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Hey Folks,

today I got two bags from a company called "PPS Stade" located in the near of Hamburg Germany. One bag bituminous coal from Sweden and one bag blacksmith coke. Of course I inspected the coal and the coke by taking one glass of each and look through it. The coal is very clean and has no "stuff" in it. But the one glass of coke contained three stones, one white one (I think quartz) with black dots and one looking like flint stone and one that looks kind of like basalt. Of course the stones originally appeared black from the dust but I felt that they are different from the coke and washed them.

My question now is whether that is normal and acceptable or whether I will have to raise a complaint against the coal supplier where I bought the stuff? I mean I actually paid money for stones that will have no heating function but clock up my forge...

Here are some pictures:




kohleundkoksvonppsstade.jpg


kohleundkoksvonppsstade.jpg


Thak you for your advise in anticipation!


- Daniel

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Hi Daniel, Stones in coke to me is not acceptable, it may be a packing/storage problem at the suppliers, and an isolated incident, in any case, they should not be there, and I would consult the supplier as to why they are there..

Personally, I would go with the coal, this will coke by itself when in use, make an easier fire to light and not require a constant air supply to keep it in.

I suggest you try each seperately and make your own mind up as to which you prefer, then make a calculated decision about which to continue with.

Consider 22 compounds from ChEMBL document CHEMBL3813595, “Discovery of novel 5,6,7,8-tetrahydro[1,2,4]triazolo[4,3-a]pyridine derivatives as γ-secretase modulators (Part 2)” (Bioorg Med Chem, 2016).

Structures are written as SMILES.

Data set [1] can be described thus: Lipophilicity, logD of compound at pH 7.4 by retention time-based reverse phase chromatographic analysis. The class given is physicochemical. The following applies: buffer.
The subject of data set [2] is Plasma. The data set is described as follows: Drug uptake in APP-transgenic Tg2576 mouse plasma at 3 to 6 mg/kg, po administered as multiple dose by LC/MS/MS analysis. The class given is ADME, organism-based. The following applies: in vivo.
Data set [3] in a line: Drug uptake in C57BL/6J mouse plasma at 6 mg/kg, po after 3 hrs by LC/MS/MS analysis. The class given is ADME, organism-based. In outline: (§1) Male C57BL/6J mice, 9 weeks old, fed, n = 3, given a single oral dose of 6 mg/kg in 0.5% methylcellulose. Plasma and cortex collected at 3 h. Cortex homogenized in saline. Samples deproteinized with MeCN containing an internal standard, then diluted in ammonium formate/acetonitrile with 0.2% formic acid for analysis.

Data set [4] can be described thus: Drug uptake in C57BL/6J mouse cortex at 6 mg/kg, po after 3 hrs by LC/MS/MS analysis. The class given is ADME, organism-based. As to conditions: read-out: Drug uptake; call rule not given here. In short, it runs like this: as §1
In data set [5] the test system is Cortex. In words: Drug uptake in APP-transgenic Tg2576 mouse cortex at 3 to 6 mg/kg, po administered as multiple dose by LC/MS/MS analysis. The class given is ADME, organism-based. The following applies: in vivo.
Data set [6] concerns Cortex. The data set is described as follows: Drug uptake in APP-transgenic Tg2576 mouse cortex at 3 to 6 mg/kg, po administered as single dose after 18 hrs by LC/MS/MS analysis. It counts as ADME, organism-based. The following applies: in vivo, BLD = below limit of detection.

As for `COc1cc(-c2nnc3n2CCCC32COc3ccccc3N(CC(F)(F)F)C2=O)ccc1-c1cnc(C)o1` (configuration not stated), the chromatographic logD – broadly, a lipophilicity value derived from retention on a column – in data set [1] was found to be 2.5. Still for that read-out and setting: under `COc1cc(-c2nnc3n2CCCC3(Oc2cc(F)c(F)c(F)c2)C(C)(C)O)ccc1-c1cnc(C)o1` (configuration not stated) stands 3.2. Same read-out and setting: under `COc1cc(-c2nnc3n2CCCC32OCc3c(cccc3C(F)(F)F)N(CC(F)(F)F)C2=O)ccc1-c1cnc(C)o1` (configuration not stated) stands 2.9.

Good luck and have fun

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Hi Daniel, Stones in coke to me is not acceptable, it may be a packing/storage problem at the suppliers, and an isolated incident, in any case, they should not be there, and I would consult the supplier as to why they are there..

Personally, I would go with the coal, this will coke by itself when in use, make an easier fire to light and not require a constant air supply to keep it in.

I suggest you try each seperately and make your own mind up as to which you prefer, then make a calculated decision about which to continue with.

Good luck and have fun
Tank you very much for the reply. Asking some people I found out that stones happen to actually often appear in coke. Joe even said that he had cast iron pieces in his coke... I will ask the supplyer why they sell such impure stuff. But I will simply have to test the stuff and decide what is most compfortable for me to work with...

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I have heard the suppliers are allowed a certain percentage of "stones" by law and if they dont meet that amount they will add stones until they do- more coke to sell if it is cut with stones. :o

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if those are the only stones let it go, I always find rocks in my coke, it bothered me at first, especially buying two tons at a time, its not the cheapest solid fuel around, but it is the best. ( for me anyway )

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This stones in coke acceptability would appear to be a nationality thing.

Here in the UK I have never had any rocks in the coke I have been using for many years now, and know of no others in the UK who have this problem.

As to "a certain percentage is allowable", here in the UK as the Trade Description Acts are in force, if I purchase coke, I expect coke, and it must be fit for purpose, any rocks/stones would be pointed out to the supplier, and recompense demanded.

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Years ago, Tom Bredlow of Tucson would order his bagged coal from Phoenix Hardware. The coal always had stones mixed in. Tom sent the hardware company a postcard which read, "Please send the coal and stones separately; I'll mix them when they get here."